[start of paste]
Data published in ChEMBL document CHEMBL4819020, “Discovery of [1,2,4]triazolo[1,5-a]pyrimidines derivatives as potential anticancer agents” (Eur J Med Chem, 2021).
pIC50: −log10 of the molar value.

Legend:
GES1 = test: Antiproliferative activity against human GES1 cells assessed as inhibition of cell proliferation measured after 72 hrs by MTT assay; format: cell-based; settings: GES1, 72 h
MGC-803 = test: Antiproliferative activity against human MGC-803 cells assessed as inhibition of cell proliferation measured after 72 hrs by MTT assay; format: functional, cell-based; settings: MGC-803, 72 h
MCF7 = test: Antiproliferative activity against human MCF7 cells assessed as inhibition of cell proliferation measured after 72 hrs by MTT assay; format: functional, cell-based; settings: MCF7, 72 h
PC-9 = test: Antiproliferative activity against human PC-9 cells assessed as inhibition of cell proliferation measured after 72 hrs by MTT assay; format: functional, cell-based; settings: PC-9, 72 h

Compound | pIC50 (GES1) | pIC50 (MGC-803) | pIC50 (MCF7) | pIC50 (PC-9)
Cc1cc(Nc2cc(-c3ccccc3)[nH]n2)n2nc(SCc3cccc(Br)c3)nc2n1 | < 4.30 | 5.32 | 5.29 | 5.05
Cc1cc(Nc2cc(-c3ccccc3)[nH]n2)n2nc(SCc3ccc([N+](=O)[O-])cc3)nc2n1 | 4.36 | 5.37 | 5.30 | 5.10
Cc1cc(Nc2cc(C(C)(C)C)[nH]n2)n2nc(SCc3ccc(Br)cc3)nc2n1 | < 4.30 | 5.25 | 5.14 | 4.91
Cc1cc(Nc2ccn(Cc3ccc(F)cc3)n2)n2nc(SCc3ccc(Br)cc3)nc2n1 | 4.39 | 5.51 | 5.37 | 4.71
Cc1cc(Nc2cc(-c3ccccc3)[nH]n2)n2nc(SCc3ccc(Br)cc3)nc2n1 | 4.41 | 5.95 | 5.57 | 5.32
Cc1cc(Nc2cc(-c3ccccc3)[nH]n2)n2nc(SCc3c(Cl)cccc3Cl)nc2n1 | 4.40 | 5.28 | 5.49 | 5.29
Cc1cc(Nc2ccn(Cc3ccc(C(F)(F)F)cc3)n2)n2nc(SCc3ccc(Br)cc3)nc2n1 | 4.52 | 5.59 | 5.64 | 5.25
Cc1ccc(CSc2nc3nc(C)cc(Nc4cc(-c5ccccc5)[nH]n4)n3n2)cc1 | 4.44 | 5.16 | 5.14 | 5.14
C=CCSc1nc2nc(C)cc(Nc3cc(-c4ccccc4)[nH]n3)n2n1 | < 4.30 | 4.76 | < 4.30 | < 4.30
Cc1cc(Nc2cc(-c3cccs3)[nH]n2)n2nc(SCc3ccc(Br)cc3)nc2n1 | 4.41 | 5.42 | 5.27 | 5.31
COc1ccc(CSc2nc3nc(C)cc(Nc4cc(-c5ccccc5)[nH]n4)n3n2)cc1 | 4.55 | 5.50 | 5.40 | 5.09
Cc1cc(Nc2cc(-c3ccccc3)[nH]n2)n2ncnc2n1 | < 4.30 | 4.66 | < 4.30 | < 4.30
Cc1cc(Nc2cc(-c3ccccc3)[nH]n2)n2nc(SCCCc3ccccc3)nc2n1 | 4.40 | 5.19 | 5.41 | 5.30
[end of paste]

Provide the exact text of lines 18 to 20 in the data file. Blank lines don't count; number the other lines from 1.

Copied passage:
Cc1cc(Nc2cc(-c3cccs3)[nH]n2)n2nc(SCc3ccc(Br)cc3)nc2n1 | 4.41 | 5.42 | 5.27 | 5.31
COc1ccc(CSc2nc3nc(C)cc(Nc4cc(-c5ccccc5)[nH]n4)n3n2)cc1 | 4.55 | 5.50 | 5.40 | 5.09
Cc1cc(Nc2cc(-c3ccccc3)[nH]n2)n2ncnc2n1 | < 4.30 | 4.66 | < 4.30 | < 4.30